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One of the most common, but least compelling, metaphors is the three-legged stool. It's trotted out anytime a speaker wants to show that three core values or activities enable some desirable goal. It implies that if any one leg should falter, the whole thing falls apart. This image has never worked for me because speakers generally gloss over a key aspect: For the stool to be useful at all, three legs must advance at the same rate. Which, of course, is frequently not a goal or even realistic. Moreover, most projects cannot be boiled down to just three essential aspects.

In a programming context, the latter point is often articulated as: "Cheap, fast, good — choose any two." (Here "fast" refers to delivery of product, not its inherent performance.) This little quip is often used as an adage in meetings with naive managers who want all three things from their developers. On further examination, however, it's clear that the dynamic is really between only two poles: quality and everything else. Consider the possible option pair of fast and good. Is cost really the principal obstacle to that? We know from Fred Brooks that spending more on people doesn't help the speed-quality combination. And so what cost is it that prevents fast and good? There is none. The three dimensions simply aren't related by opposing tensions.

Cheap-fast-good is only one possible set of values. Additional values are scalable, performant, secure. You can add many others, as long as they don't overlap. (Although one could well argue that scalability and performance are overlapping, possibly even congruent, features.) Eventually, you end up with a radar chart, such as the one here, of the qualities and their respective value to a project.


With little effort, it's possible to draw a similar chart for the organization in which you work. Fairly often, the comparative importance of the key qualities are well known and intuitively understood. (Performance is always crucial, cost is a mid-level concern, security is low level, etc. ) So it's not difficult to map them to a radar chart. In a world where everything was properly documented, such a chart would be given to every new member of the team, so that they would know the internal values that drive decisions.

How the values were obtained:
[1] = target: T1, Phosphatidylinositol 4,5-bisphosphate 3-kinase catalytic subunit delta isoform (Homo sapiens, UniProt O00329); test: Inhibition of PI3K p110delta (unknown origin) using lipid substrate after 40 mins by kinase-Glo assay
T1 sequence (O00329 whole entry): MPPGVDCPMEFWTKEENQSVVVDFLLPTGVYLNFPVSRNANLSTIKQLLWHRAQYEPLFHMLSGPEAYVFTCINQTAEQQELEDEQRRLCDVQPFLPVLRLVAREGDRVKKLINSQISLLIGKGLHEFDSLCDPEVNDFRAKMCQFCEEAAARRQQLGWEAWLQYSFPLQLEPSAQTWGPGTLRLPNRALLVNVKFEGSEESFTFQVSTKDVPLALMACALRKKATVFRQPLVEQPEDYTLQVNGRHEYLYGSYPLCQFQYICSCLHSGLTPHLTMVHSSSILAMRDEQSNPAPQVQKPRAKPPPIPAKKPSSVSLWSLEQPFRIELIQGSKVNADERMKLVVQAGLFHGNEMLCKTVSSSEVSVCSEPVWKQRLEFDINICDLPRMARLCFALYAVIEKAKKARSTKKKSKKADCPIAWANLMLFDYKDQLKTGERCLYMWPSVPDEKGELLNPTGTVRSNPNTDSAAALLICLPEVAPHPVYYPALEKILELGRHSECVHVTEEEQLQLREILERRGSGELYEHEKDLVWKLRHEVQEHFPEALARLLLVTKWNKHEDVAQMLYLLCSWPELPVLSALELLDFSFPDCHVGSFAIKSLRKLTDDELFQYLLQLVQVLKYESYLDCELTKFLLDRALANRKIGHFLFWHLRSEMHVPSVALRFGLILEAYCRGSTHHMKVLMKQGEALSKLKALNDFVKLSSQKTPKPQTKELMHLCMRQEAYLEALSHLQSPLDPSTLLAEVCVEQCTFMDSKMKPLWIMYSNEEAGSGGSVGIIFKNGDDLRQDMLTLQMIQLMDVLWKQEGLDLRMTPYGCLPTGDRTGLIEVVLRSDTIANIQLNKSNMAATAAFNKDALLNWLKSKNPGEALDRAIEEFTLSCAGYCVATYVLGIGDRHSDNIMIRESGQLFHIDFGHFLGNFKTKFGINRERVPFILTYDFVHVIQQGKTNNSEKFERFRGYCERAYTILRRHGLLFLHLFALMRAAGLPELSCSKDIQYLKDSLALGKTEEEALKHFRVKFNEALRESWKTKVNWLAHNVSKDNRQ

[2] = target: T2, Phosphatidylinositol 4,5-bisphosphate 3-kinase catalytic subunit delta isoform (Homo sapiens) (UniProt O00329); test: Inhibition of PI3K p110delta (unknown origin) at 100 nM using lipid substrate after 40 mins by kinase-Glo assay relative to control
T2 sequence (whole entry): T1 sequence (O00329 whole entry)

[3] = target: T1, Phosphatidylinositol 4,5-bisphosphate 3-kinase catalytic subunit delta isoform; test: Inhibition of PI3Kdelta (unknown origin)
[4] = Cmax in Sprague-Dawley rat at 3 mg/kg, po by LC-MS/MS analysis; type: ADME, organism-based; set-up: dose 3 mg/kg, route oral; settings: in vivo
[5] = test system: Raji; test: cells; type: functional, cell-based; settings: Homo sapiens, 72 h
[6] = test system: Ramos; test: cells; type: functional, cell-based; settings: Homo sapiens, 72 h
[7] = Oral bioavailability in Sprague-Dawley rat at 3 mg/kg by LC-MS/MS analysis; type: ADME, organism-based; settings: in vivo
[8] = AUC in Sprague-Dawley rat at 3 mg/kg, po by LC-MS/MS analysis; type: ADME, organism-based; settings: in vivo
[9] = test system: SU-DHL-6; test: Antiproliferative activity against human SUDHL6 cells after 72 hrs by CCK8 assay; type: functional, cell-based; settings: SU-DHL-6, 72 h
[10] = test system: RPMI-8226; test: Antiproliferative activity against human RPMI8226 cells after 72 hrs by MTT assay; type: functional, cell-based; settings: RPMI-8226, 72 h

This diagram becomes far more valuable when taken to its logical extension: Plotting this graph for yourself. What do you value in programming? Like most of you, I've met all kinds of developers. Those who obsess over performance and will write unmaintainable code to achieve it. And there are those who are very careful coders, concerned with correctness, and not much worried about performance. Others are obsessed with getting code out the door and are willing to accept small bugs in in-house apps to clear the backlog. The important thing in this self-assessment is to describe what you value (rather than what you're good at).

The resulting chart can show you that, in fact, you don't belong in the organization you're currently working in. You might know this intuitively, but now you can now see why: Your interests are not rewarded by the organization's values. On the other hand, if you're happy where you are, it can show you what skills you need to do to be a better contributor (as well as what pointless conversations to stop having.)

In an upcoming editorial, I'll discuss my belief that a developer's profile tends to dictate the use of certain tools and techniques, often conglomerated in ways that are not ideal because they represent values that are frequently not self-consistent. 'Til then...

— Andrew Binstock
Editor in Chief
alb@drdobbs.com
Twitter: platypusguy


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